WHITTEN V. BENNETT.
WHITTEN T. BENNETT et (CIrcuit Court ot Appeals, Second Circuit.
March 2, 1898.)
FALSE IMPRISONMENT-ARREST UNDER VALID WARRANT.
Arrest under a warrant, valid in form, issued by competent authority on a sufficient complaint, is not false imprisonment, though the indictment under which the warrant was issued was procured maliciously, and by artifice and misrepresentation, for the purpose of extorting money. The proper remedy in such case is not an action for false imprisonment, but for malicious prosecution. 77 Fed. 271, affirmed. An action for malicious abuse ot process been used for the purpose which by law It action presupposes that the arrest under proper in its inception, and Is founded on of subsequent proceedings. dOel! not lie when the process has was intended to effect. Such an the process was justifiable and grievances arising in consequence
MALICIOUS ABUSE OF PROCESS.
In Error to the Circuit Court of the United States for the District of Connecticut. William H. Baker, for plaintiff in error. William L. Bennett, for defendants in error. Before WALLACE, LACOMBE, and SHIPMAN, Circuit Judges.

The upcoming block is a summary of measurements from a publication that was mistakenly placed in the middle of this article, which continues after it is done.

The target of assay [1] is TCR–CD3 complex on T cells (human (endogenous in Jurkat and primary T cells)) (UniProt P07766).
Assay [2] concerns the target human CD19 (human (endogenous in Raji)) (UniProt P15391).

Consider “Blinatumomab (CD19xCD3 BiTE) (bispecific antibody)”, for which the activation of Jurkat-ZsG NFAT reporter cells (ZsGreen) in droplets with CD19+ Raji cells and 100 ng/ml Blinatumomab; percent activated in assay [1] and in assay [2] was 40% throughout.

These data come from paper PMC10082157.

WALLACE, Circuit Judge. This is a writ of error by the plaintiff in the court below to review a judgment for the defendants upon demurrers to the complaint. The complaint, after stating facts showing the requisite diversity of citizenship between the parties to confer jurisdiction upon the court, and averring the defendant Bennett to be the duly-authorized executor of the last will and testament of Tilton E. Doolittle, deceased, alleges in substance that at a term of the superior court of New Haven county, in Connecticut, the grand jury found an indictment against the plain· tiff, charging him with the crime of murder in the second degree; that the grand jury did not intend to indict the plaintiff, but were misled into indorsing the indictment as a true bill by the artifice and misrepresentation of Doolittle, who was the prosecuting attorney for New Haven county; that Doolittle procured the indictment maliciously, and for the purpose of extorting money from the plaintiff; that upon the application of Doolittle the governor of Oonnecticut granted a in which state the requisition upon the governor of plaintiff then was, for the surrendel' of the plaintiff as a fugitive from justice, and the governor of Massachusetts issued an executive warrant for the arrest and rendition of the plaintiff, and designated the defendant Leete to execute it; and that the plaintiff, by the instruction of Doolittle, was arrested by the defendant Leete and imprisoned upon 8aid warrant, and in consequence thereof sustained damages, etc. We are of the opinion that the complaint does not state any cause of action. It does not allege that Doolittle actually used the indictment and the warrant of rendition for any oppressive purpo::;e, although it avers that he procured them for the purpose of such use. The prooess
86 FEDERAL REPORTER.